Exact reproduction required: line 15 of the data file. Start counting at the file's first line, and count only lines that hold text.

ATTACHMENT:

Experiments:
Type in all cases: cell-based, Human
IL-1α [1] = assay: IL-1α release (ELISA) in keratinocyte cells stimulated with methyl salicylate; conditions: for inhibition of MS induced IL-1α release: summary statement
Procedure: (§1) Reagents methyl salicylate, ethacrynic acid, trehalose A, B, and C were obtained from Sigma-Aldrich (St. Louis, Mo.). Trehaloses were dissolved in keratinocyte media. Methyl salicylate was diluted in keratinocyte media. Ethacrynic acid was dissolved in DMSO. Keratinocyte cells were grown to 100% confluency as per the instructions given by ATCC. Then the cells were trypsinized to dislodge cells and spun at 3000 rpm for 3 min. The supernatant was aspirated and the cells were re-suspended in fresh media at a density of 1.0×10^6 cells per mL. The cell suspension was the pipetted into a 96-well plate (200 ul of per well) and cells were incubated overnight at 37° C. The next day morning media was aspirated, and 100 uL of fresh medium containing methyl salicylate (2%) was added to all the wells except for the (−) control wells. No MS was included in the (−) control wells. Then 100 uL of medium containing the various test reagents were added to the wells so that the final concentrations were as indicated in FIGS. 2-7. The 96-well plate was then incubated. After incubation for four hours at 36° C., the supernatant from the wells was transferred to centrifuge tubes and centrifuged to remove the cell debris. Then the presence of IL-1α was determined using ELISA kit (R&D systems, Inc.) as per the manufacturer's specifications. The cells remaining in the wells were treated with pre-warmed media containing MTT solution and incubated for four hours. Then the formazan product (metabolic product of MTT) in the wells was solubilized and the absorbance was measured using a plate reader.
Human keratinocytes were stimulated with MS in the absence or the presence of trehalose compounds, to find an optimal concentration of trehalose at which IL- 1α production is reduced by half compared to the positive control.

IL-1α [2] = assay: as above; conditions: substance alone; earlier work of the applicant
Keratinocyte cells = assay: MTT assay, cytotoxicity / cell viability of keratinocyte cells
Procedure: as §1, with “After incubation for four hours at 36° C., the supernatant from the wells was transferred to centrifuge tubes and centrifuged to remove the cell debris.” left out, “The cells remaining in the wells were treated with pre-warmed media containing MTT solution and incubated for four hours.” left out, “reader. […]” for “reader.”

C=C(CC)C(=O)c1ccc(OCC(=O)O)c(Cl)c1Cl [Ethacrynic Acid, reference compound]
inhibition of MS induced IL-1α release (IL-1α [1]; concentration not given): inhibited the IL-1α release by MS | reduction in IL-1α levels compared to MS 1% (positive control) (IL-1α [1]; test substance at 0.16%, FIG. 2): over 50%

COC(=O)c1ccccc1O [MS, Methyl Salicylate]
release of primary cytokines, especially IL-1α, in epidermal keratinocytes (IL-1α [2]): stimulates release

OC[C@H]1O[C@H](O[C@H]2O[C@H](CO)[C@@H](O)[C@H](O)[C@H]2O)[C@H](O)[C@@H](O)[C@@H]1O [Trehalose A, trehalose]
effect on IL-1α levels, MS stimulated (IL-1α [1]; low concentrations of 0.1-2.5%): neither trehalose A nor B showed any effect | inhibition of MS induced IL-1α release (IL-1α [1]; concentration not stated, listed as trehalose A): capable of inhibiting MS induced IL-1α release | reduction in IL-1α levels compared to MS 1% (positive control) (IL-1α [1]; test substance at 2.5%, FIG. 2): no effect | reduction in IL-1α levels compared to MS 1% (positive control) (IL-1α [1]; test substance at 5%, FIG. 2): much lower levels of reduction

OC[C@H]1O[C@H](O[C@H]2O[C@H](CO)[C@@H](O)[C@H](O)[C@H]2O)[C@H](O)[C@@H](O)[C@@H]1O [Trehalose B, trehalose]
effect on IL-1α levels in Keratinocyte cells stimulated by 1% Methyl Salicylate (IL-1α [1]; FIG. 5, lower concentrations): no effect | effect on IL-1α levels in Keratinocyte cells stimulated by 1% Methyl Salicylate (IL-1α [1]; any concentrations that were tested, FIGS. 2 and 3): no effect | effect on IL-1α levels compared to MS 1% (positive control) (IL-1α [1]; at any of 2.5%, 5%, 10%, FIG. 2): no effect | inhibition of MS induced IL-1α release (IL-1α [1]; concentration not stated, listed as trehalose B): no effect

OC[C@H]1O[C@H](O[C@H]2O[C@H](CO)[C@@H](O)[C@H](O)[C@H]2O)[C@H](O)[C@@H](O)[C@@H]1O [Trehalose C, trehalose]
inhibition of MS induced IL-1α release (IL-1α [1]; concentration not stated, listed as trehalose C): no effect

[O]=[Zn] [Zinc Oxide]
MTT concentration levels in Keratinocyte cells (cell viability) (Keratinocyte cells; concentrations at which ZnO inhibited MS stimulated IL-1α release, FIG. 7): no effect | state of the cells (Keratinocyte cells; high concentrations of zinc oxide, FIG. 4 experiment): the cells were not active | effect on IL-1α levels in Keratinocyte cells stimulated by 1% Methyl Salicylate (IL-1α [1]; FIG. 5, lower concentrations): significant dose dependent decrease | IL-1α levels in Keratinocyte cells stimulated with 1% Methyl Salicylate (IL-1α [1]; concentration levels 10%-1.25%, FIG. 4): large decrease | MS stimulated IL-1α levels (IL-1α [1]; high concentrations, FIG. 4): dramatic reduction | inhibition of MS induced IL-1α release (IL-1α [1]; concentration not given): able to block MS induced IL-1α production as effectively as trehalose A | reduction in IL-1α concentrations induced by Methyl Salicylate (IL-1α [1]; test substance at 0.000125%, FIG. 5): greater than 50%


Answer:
OC[C@H]1O[C@H](O[C@H]2O[C@H](CO)[C@@H](O)[C@H](O)[C@H]2O)[C@H](O)[C@@H](O)[C@@H]1O [Trehalose B, trehalose]